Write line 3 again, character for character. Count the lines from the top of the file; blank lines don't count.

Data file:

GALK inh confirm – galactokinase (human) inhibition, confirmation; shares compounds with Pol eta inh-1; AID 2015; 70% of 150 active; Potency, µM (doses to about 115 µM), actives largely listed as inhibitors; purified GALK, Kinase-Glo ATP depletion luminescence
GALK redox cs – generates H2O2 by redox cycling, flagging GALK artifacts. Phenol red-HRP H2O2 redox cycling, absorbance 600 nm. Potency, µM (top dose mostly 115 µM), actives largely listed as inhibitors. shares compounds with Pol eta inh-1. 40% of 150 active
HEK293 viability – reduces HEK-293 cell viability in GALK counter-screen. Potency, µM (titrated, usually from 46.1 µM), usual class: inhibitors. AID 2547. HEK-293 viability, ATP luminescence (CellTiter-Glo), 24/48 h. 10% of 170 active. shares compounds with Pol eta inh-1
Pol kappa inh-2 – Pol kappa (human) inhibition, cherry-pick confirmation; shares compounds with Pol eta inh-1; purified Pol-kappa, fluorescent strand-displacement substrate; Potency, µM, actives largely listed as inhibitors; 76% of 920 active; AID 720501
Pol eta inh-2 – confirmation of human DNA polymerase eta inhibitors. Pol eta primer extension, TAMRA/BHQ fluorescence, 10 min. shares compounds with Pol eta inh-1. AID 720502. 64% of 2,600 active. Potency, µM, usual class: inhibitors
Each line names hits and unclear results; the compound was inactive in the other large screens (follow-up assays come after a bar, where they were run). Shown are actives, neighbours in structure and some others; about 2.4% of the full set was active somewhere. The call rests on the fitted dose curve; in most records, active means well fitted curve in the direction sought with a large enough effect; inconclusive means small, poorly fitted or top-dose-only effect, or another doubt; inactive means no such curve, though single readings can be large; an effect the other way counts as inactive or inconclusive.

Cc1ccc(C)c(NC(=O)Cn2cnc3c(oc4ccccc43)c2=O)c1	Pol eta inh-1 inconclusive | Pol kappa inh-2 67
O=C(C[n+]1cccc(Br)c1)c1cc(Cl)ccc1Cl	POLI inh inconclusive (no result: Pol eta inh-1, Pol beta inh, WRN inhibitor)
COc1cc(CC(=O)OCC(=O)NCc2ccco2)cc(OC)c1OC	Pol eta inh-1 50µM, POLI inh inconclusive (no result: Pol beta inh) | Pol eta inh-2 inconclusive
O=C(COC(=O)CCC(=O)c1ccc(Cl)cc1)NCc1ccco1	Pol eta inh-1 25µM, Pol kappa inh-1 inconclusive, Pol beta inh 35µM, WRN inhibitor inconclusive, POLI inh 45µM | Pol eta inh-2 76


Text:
HEK293 viability – reduces HEK-293 cell viability in GALK counter-screen. Potency, µM (titrated, usually from 46.1 µM), usual class: inhibitors. AID 2547. HEK-293 viability, ATP luminescence (CellTiter-Glo), 24/48 h. 10% of 170 active. shares compounds with Pol eta inh-1